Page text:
So I just bought an Asus x202e, and have installed Xubuntu 13.04 on it. All working great.

However, I want to be able to rotate the screen from landscape to portrait, and still use the touch. When I currently rotate it, the touch doesn't correspond with it.

How do I fix it?

3 Answers 3


In the end, I found out how to do it, although it's a little tricky. Still, if a non-mega-Geek like me can do it, I'm sure most of you can too! :)

Firstly, Go to Terminal, and type this to find the name of your touchscreen, and if you have one, your touchpad (say, if you have a laptop with a touchscreen):

xinput -list

The names should be pretty obvious for each.

Now, make two "shell scripts": these are little text documents that contain several commands, which are joined up in the document to be done together (effectively creating a little program). Make them using gedit, naming them "portrait.sh" and "landscape.sh" respectively. Save them in a new folder: /home/your username/Scripts/

For PORTRAIT, type this:


#portrait (left)

xrandr -o left
xinput set-prop "Your Touchscreen's Name" --type=float "Coordinate Transformation Matrix" 0 -1 1 1 0 0 0 0 1
xinput set-prop "Your Touchpad's name, if applicable" --type=float "Coordinate Transformation Matrix" 0 -1 1 1 0 0 0 0 1

Next, for LANDSCAPE:


#landscape (normal)

xrandr -o normal
xinput set-prop "Your Touchscreen's Name" --type=float "Coordinate Transformation Matrix" 0 0 0 0 0 0 0 0 0
xinput set-prop "Your Touchpad's name, if applicable" --type=float "Coordinate Transformation Matrix" 0 0 0 0 0 0 0 0 0

If you don't have a touchpad, you can leave out that line of code for each shell script.

Afterwards, I also made launchers to automatically run each shell script when I tapped on them (this is possible in Xubuntu, Ubuntu MATE, and many other Ubuntu flavours). To do so, go to your panel, right-click, click on "add to panel" (or equivalent, for all these subsequent commands, too), create a custom application launcher. For portrait's launcher, put in this command:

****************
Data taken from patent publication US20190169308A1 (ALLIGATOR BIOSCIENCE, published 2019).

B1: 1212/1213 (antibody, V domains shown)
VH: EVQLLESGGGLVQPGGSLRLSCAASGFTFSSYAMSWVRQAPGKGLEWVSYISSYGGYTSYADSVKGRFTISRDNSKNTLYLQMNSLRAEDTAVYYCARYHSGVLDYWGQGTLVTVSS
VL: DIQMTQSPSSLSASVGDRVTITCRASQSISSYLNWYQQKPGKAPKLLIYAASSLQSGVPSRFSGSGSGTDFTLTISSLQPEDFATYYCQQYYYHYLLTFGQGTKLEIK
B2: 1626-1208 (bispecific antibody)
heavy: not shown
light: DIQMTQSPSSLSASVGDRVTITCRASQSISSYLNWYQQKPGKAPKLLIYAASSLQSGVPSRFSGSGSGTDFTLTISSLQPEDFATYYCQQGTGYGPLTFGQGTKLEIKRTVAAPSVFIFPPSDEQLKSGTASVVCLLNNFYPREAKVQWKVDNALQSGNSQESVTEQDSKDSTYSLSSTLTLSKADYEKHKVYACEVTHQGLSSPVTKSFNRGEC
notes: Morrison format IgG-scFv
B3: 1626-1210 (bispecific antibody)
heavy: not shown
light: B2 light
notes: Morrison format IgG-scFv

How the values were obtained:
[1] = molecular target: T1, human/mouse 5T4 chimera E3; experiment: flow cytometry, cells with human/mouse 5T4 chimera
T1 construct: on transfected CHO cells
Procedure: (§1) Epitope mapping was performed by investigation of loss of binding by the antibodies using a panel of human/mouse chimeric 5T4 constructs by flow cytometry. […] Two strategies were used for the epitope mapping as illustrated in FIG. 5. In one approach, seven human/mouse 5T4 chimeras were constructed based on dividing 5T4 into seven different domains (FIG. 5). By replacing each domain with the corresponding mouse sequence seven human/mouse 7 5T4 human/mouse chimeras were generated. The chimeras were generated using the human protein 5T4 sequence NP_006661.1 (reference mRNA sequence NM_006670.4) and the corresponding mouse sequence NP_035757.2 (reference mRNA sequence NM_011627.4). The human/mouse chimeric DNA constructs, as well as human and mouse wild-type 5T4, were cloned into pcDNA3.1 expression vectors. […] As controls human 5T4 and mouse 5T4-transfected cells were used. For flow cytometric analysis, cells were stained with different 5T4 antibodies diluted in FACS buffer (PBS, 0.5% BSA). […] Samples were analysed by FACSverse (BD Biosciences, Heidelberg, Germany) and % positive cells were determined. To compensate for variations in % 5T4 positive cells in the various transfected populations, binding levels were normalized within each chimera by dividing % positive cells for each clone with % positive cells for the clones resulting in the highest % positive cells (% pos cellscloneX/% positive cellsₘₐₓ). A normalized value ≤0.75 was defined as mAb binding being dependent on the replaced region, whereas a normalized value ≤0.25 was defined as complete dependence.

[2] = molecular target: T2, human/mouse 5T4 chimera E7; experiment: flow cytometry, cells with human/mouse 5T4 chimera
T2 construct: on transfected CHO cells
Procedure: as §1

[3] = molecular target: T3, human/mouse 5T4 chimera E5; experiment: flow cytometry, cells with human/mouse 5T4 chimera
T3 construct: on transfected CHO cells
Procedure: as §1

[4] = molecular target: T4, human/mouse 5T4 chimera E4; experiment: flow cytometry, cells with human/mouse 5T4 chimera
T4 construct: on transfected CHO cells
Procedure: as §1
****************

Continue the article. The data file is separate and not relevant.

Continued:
sh /home/username/Scripts/portrait

For landscape's launcher, put in this command:

sh /home/username/Scripts/landscape

I also made a "super+" keyboard shortcut for each of them. Find your "keyboard shortcuts" settings program (under Settings in many flavours, or just search for it). Effectively, do the same thing as you did with the panel launchers: Add a new keyboard shortcut, Name it Portrait and give it the command, "sh /home/username/Scripts/portrait", and do the equivalent for Landscape. Then give each of them a keyboard shortcut (say Super+P and Super+L respectively... although be aware Super+P is sometimes the standard keyboard shortcut for your Display Settings).

I STRONGLY recommend you make a keyboard shortcut for LANDSCAPE - that way, if your touch stops working, you can at least get out of Portrait, and back to Landscape successfully (VERY USEFUL).

For more information, go here. http://ubuntuforums.org/showthread.php?t=1972447

(This link - https://wiki.ubuntu.com/X/InputCoordinateTransformation - will also help you understand a little of the theory behind it...)

  • maybe you should accept your answer (and also expand it in case the links die in future?
    – Zanna
    Sep 27, 2016 at 9:07
  • Okay. :) how do I do that? Sep 28, 2016 at 0:23
  • Click on the little grey tick, like this and add some info so we can figure out what to do without visiting external links :)
    – Zanna
    Sep 28, 2016 at 4:58
  • Will that do..? Sep 29, 2016 at 1:08
  • That's wonderful! +1 for your efforts :D
    – Zanna
    Sep 29, 2016 at 5:20

I also wrote a little utility to handle this. Mine is a suite of lowly shell scripts, but they're interfaced and documented fairly well, so I'll add them to the list of solutions here.

You can find the source code here (docs here), and if you're on a Debian derivative, you can install them by adding my package repo here and running sudo apt update && sudo apt install ks-rotate-display.


I've built a little GUI that can do that. Completely based on those open source scripts. Have a look at Screen Orientation Manager here.

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